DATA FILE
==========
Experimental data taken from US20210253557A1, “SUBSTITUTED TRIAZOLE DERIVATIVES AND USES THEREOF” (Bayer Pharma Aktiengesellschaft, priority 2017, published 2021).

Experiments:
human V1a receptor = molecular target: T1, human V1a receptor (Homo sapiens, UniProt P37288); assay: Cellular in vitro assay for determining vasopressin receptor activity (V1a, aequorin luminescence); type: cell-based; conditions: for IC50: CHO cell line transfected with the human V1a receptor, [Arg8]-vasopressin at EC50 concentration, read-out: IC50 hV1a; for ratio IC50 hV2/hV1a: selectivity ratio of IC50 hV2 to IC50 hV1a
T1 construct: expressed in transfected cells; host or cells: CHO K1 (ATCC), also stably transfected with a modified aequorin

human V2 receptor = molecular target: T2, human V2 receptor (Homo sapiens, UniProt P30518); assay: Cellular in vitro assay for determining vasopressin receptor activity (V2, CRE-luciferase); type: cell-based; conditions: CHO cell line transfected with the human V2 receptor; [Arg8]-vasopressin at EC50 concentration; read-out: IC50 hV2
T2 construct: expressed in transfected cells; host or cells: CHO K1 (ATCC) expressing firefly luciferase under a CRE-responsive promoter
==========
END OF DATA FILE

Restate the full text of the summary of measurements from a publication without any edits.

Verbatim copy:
Experimental data taken from US20210253557A1, “SUBSTITUTED TRIAZOLE DERIVATIVES AND USES THEREOF” (Bayer Pharma Aktiengesellschaft, priority 2017, published 2021).

Experiments:
human V1a receptor = molecular target: T1, human V1a receptor (Homo sapiens, UniProt P37288); assay: Cellular in vitro assay for determining vasopressin receptor activity (V1a, aequorin luminescence); type: cell-based; conditions: for IC50: CHO cell line transfected with the human V1a receptor, [Arg8]-vasopressin at EC50 concentration, read-out: IC50 hV1a; for ratio IC50 hV2/hV1a: selectivity ratio of IC50 hV2 to IC50 hV1a
T1 construct: expressed in transfected cells; host or cells: CHO K1 (ATCC), also stably transfected with a modified aequorin

human V2 receptor = molecular target: T2, human V2 receptor (Homo sapiens, UniProt P30518); assay: Cellular in vitro assay for determining vasopressin receptor activity (V2, CRE-luciferase); type: cell-based; conditions: CHO cell line transfected with the human V2 receptor; [Arg8]-vasopressin at EC50 concentration; read-out: IC50 hV2
T2 construct: expressed in transfected cells; host or cells: CHO K1 (ATCC) expressing firefly luciferase under a CRE-responsive promoter